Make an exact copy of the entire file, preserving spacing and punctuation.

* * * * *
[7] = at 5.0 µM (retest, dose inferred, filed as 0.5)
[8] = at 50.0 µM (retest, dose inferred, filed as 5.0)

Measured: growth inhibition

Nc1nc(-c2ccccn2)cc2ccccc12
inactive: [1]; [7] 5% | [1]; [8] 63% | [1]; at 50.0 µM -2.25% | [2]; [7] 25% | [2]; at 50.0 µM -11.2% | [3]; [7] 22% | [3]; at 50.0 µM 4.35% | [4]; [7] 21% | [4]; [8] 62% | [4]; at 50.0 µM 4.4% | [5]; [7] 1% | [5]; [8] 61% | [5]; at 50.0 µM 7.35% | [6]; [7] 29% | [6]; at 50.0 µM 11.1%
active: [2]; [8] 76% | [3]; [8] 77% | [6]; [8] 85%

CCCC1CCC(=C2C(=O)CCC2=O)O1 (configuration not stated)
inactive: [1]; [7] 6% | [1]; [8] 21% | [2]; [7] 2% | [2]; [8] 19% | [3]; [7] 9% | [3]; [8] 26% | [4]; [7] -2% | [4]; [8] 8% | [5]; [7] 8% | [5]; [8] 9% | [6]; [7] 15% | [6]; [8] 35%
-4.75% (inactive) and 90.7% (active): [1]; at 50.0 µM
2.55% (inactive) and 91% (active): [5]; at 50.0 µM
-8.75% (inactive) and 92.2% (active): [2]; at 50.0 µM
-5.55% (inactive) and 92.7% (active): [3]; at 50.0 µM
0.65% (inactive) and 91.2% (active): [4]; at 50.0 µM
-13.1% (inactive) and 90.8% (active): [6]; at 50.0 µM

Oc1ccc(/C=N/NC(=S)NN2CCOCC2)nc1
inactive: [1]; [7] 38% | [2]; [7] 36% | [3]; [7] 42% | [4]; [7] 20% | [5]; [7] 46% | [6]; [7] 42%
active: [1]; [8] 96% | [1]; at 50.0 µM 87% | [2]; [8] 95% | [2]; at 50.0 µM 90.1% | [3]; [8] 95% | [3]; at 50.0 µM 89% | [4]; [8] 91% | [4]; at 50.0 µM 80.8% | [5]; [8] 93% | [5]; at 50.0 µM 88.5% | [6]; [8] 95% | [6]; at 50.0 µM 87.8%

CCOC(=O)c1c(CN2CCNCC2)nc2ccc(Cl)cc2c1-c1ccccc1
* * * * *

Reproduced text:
[7] = at 5.0 µM (retest, dose inferred, filed as 0.5)
[8] = at 50.0 µM (retest, dose inferred, filed as 5.0)

Measured: growth inhibition

Nc1nc(-c2ccccn2)cc2ccccc12
inactive: [1]; [7] 5% | [1]; [8] 63% | [1]; at 50.0 µM -2.25% | [2]; [7] 25% | [2]; at 50.0 µM -11.2% | [3]; [7] 22% | [3]; at 50.0 µM 4.35% | [4]; [7] 21% | [4]; [8] 62% | [4]; at 50.0 µM 4.4% | [5]; [7] 1% | [5]; [8] 61% | [5]; at 50.0 µM 7.35% | [6]; [7] 29% | [6]; at 50.0 µM 11.1%
active: [2]; [8] 76% | [3]; [8] 77% | [6]; [8] 85%

CCCC1CCC(=C2C(=O)CCC2=O)O1 (configuration not stated)
inactive: [1]; [7] 6% | [1]; [8] 21% | [2]; [7] 2% | [2]; [8] 19% | [3]; [7] 9% | [3]; [8] 26% | [4]; [7] -2% | [4]; [8] 8% | [5]; [7] 8% | [5]; [8] 9% | [6]; [7] 15% | [6]; [8] 35%
-4.75% (inactive) and 90.7% (active): [1]; at 50.0 µM
2.55% (inactive) and 91% (active): [5]; at 50.0 µM
-8.75% (inactive) and 92.2% (active): [2]; at 50.0 µM
-5.55% (inactive) and 92.7% (active): [3]; at 50.0 µM
0.65% (inactive) and 91.2% (active): [4]; at 50.0 µM
-13.1% (inactive) and 90.8% (active): [6]; at 50.0 µM

Oc1ccc(/C=N/NC(=S)NN2CCOCC2)nc1
inactive: [1]; [7] 38% | [2]; [7] 36% | [3]; [7] 42% | [4]; [7] 20% | [5]; [7] 46% | [6]; [7] 42%
active: [1]; [8] 96% | [1]; at 50.0 µM 87% | [2]; [8] 95% | [2]; at 50.0 µM 90.1% | [3]; [8] 95% | [3]; at 50.0 µM 89% | [4]; [8] 91% | [4]; at 50.0 µM 80.8% | [5]; [8] 93% | [5]; at 50.0 µM 88.5% | [6]; [8] 95% | [6]; at 50.0 µM 87.8%

CCOC(=O)c1c(CN2CCNCC2)nc2ccc(Cl)cc2c1-c1ccccc1